By Peter J. Smith

DENVER, Colorado, October 4, 2010 ( – Sponsors of Colorado’s personhood amendment lost their legal challenge against this year’s state voter’s guide, the Colorado Blue Book, which they alleged was biased and filled with false statements. Last week, a district judge dismissed the lawsuit on the grounds that the courts did not have the jurisdiction to overrule the Legislative Council, the authors of the voter’s guide.

Denver District Judge Robert Hyatt also contended as a practical matter that it was too late to intervene before the general election, as all 1.8 million Coloradans had already received the final draft of their Blue Books. He said the request of the amendment’s sponsors for the state to send out a correction notice to all the voters before the election was both impractical and of little substantial benefit.

“Everyone in this room has probably received their Blue Book,” Hyatt said. “This court is in no position to wander around the state picking them up.” 
Amendment 62 is a ballot measure in Colorado that would extend personhood in law to all human beings from the beginning of their biological development. But supporters allege that the Blue Book, which is supposed to give “a fair and impartial analysis” on ballot measures, was grossly biased against the personhood amendment.

In the “arguments against” section, the book stated that “Amendment 62 may also limit access to emergency contraception, commonly used forms of birth control, and treatment for miscarriages, tubal pregnancies, cancer, and infertility.”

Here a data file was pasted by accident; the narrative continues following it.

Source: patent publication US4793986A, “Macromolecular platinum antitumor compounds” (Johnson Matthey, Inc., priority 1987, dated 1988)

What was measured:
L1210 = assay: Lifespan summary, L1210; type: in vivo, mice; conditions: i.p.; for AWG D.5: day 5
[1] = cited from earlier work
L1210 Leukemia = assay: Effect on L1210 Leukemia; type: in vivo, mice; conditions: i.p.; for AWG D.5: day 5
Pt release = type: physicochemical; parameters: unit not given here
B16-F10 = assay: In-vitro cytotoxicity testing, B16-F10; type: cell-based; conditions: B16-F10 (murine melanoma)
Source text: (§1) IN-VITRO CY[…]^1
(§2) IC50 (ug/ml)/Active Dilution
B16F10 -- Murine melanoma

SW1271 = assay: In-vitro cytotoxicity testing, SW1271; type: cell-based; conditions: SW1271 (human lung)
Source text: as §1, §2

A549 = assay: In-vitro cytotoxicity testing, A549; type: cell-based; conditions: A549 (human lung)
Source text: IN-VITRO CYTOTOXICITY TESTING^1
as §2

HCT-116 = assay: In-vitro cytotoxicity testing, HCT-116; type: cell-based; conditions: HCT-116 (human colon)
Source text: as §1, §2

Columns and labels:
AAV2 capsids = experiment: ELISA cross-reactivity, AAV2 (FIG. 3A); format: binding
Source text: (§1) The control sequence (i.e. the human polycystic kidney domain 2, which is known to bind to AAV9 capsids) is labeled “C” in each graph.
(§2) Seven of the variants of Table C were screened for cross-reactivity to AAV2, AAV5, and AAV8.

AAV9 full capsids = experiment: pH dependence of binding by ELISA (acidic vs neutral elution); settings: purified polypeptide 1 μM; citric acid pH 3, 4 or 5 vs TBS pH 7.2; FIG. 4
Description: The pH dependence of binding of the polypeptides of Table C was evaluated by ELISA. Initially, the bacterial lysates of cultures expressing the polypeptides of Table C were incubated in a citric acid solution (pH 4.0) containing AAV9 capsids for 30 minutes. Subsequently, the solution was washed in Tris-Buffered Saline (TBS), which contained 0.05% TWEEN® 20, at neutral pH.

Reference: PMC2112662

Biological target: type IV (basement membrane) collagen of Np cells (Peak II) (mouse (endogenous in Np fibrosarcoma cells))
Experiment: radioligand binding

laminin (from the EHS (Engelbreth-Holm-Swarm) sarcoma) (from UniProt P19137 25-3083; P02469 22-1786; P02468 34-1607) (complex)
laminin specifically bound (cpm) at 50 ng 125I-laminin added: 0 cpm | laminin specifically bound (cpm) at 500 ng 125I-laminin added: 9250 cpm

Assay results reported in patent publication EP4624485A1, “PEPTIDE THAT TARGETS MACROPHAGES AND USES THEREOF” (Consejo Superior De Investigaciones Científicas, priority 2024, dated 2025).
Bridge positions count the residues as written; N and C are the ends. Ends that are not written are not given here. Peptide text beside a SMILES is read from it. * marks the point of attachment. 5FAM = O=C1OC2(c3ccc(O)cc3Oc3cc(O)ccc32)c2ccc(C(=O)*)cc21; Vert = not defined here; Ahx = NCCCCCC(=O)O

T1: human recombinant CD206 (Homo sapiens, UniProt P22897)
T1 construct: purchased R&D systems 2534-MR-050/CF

The arguments against section also states, “the measure may subject doctors and nurses to legal action for providing medical care to a woman of child-bearing age if that care could affect a ‘person’ other than the identified patient.”

Amendment 62 sponsors contended that none of the 70 pages of material they presented to the Legislative Council, a bipartisan commission empowered by the legislature to author the voter’s guide, were included in the Blue Book’s final draft. They also took issue with the fact that the Council opted to use the term “human life” instead of “human being.”

“I think it is apparent that the court believes there is no authority over the Colorado Legislative Council, and that is scary,” said Gualberto GarciaJones, a co-sponsor of Amendment 62. “The Colorado Legislative Council can print anything they want to based on their own prejudices, and my tax dollars have to pay for it.”

Backers are seeking to revise the Blue Book’s contention that women’s options for treatment of miscarriages, tubal pregnancies, cancer, and infertility would be limited under Amendment 62. They also disagree with that the Blue Book’s statement that “the beginning of biological development” has “no established legal meaning, and is not an accepted medical or scientific term.”

Garcia Jones and Amendment 62 sponsors are planning to appeal the decision.

According to the Denver Post, state records show five court challenges have been filed challenging the final draft of Blue Book since 1996. The latest challenges happened in 2004, 2005, and 2006. Denver district judges have dismissed every single one.

View the Colorado Blue Book here

See previous coverage:

Colorado Personhood Backers File Lawsuit against ‘Biased’ Voter Guide

Colorado Abortionists Launch Campaign against Personhood Ballot Initiative